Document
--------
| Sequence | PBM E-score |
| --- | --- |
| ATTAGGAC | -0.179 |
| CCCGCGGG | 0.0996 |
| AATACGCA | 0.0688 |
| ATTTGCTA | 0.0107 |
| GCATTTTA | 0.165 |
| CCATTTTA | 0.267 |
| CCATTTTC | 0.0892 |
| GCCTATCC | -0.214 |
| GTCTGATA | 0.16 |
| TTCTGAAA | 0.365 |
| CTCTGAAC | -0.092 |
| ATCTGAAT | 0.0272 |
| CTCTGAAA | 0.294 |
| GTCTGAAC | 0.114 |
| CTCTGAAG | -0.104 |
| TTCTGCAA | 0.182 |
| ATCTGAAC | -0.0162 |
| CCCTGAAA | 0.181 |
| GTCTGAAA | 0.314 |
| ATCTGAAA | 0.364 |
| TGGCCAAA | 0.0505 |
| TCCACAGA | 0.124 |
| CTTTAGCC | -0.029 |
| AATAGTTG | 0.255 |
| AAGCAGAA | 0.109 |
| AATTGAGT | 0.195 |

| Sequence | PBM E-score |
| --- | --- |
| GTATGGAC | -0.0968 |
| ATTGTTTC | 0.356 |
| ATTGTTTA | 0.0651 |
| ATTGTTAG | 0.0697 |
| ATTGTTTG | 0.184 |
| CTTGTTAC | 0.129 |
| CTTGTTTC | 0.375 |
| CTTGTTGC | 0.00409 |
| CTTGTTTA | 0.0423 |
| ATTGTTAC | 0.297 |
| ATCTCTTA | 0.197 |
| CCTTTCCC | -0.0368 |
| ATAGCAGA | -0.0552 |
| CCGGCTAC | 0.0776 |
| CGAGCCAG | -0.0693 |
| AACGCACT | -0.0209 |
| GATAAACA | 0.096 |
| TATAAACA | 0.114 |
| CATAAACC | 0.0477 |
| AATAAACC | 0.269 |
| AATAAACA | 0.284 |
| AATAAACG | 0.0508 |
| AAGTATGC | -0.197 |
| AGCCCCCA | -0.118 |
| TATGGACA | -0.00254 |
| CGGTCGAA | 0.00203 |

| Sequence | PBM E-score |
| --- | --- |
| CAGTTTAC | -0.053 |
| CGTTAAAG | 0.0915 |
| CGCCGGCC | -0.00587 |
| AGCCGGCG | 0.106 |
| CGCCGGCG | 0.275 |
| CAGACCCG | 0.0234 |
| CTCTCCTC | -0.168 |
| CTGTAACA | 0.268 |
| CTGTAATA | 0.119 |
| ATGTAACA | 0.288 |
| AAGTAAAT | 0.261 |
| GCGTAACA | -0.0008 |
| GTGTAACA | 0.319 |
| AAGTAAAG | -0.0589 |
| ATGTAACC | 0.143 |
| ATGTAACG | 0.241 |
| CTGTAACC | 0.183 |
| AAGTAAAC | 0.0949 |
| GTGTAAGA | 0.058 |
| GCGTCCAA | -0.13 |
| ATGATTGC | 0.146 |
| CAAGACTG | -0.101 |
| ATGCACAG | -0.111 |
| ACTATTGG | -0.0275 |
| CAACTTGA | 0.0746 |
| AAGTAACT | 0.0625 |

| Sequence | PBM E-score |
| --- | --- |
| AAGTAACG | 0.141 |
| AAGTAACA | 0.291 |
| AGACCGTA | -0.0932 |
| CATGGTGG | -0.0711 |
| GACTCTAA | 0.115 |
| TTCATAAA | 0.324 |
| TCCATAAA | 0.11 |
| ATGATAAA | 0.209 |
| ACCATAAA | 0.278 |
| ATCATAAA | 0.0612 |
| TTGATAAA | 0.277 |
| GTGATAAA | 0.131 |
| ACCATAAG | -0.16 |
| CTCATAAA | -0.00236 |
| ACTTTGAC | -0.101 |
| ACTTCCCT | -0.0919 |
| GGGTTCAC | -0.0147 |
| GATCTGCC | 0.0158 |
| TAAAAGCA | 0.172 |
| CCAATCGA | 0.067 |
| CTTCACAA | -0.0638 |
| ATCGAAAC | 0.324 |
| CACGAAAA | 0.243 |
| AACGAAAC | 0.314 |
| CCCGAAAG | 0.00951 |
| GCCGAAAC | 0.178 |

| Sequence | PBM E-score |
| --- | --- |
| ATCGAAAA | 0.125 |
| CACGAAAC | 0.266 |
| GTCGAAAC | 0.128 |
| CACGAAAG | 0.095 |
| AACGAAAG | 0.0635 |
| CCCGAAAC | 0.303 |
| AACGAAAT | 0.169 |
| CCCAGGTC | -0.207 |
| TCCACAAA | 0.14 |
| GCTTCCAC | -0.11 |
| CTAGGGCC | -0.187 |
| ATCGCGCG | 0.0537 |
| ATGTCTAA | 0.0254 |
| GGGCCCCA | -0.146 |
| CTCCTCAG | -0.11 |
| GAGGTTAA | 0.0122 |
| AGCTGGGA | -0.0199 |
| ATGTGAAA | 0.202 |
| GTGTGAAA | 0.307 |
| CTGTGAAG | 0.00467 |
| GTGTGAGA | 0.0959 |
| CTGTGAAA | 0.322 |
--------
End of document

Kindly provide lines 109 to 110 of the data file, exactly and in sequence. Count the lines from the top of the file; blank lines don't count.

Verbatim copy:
| CACGAAAA | 0.243 |
| AACGAAAC | 0.314 |